Seasons Bringing a Fruitful Life

My wife, Shiloh Marie, and I recently celebrated our 14th wedding anniversary on September 21st, the last day of summer. And as we ushered into the first day of autumn, I was reminded of how seasons are signs of change. Change in weather, change in how the environment develops, and sometimes, change in people’s attitudes. I sometimes believe those attitude adjustments can be directly related to the weather and the climate.

For instance, I get grumpy when winter arrives because I already know what’s coming: cold temperatures and snow that will force me to go out in the frigid temperatures and shovel the driveway and sidewalk. I get angry just thinking about it.

However, I am most giddy when winter egresses and spring creeps up on us because, for one, winter is over, and two, the warmer (but hopefully not hot) temps thaw my grumpy attitude.

Another thing about changing seasons is that the season before it paves the way for everything that’s supposed to happen in the new season. In the wintertime, the cold temperatures and, more specifically, snow can trap heat energy and insulate the ground needed for wildlife and plant life that survive under the soil during winter. Most plants are dormant during winter, and like bears hibernating or humans sleeping each night, they must take that time to rest and preserve energy. It’s a time to prepare their soft tissues for the freezing, dry weather. If they continued to grow during the winter actively, cold water stored in stems and leaves and trunks would freeze and cause harm. So during this time, plants are preparing themselves for the work they will need to do to flourish in the spring.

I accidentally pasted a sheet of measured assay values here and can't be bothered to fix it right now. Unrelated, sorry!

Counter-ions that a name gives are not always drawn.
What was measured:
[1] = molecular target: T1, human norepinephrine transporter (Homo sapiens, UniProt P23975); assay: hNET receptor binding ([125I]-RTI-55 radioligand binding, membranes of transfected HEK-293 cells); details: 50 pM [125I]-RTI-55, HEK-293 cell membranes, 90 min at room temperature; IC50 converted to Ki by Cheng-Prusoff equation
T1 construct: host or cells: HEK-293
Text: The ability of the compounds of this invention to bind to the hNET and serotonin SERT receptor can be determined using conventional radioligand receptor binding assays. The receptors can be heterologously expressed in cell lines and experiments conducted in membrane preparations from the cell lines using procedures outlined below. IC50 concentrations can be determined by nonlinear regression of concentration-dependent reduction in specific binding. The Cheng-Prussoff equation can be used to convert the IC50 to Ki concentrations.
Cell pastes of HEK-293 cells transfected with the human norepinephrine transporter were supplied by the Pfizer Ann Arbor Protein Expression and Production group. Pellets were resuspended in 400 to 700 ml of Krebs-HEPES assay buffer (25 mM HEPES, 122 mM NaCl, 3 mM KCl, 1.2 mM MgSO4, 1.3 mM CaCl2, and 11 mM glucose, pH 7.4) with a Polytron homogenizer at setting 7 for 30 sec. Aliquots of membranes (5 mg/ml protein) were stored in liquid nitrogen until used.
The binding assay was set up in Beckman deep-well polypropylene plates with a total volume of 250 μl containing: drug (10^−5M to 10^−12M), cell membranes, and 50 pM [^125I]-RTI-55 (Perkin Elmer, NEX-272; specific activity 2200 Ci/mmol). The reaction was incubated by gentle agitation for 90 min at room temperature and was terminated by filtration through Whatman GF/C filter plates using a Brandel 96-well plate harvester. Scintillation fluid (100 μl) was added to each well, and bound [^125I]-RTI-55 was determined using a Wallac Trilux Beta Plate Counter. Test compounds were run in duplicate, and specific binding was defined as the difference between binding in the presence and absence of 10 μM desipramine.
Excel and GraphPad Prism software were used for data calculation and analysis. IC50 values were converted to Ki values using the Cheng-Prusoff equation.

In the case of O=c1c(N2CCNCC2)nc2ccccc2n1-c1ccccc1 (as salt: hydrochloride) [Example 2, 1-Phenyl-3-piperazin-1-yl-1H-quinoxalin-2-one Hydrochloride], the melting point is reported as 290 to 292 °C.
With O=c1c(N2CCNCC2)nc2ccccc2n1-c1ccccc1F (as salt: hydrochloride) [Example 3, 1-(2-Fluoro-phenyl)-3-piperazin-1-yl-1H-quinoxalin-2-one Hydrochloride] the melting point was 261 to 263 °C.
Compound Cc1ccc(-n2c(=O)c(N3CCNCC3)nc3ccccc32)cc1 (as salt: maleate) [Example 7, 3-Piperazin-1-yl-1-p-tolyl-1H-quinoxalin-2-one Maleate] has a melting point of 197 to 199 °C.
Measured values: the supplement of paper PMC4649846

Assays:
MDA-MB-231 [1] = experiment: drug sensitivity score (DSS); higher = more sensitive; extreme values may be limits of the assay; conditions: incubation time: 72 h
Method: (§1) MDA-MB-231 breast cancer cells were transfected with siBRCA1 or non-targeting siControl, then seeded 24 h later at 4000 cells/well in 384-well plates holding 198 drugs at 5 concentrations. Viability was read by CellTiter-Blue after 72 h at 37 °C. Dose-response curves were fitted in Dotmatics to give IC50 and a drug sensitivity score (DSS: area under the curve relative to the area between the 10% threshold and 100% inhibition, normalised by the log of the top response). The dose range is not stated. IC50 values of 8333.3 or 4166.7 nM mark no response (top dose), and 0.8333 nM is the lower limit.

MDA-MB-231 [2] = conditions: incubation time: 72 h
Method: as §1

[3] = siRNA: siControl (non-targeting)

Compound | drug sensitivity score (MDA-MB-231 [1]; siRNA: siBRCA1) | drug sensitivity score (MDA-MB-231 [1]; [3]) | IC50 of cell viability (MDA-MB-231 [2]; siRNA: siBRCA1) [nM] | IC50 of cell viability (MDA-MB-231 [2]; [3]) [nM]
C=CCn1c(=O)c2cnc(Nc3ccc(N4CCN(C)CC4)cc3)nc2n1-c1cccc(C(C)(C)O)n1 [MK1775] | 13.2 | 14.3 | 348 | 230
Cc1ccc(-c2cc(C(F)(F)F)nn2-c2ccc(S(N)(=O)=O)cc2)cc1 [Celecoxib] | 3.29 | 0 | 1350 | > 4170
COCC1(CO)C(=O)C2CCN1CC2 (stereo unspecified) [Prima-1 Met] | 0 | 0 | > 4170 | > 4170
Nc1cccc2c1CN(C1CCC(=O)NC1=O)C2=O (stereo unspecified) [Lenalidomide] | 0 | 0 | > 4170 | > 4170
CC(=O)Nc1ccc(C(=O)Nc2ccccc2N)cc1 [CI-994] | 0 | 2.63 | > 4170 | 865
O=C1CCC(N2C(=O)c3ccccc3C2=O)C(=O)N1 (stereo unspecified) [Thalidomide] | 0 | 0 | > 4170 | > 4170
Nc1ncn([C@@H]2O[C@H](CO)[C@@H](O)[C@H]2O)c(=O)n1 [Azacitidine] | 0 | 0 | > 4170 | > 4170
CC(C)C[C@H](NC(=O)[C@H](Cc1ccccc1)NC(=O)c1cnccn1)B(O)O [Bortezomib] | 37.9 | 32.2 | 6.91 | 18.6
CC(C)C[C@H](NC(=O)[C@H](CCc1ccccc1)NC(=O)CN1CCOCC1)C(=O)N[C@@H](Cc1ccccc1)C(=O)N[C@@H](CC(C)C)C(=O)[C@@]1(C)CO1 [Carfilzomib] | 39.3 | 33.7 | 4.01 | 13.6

This natural cycle makes me think about my life cycle: everything I’ve done in different seasons of my life has paved the way for the next season. When I was in school studying media communications, I had no idea I would someday be a teacher and an author. But different stops since then have helped me along the way. For instance, I was reporting and writing for a local newspaper about local black businesspersons who have started and maintained their businesses, stories about high school scholar-athletes and their accomplishments on and off the field of play, stories about local political figures, and local infrastructure. Making these connections was key to starting my own business, teaching middle school students, and having a well-rounded view of various subjects.

Working as a youth minister and a juvenile corrections specialist allowed me to see different facets of teen life. I saw teens who had committed heinous crimes and yet were capable readers, writers, and more than capable of performing mathematical problems with no problem. But I also saw fourteen- to seventeen-year-olds unable to read the simplest of sentences, and this was eye-opening and mind-blowing.

Witnessing both the deficiencies and efficiencies of those teens fueled a fire within me to want to write for and teach those students. To watch kids fall in love with reading. To see students who already love reading enjoy stories that pack a load of wisdom. To see students thrive in school settings so much that they don’t make choices that would place them in juvenile facilities in the first place. Because it’s the things they do beforehand that determine their next season of life. And a season of reading, writing, and learning paves the way for a better, more fruitful, and more fulfilling life.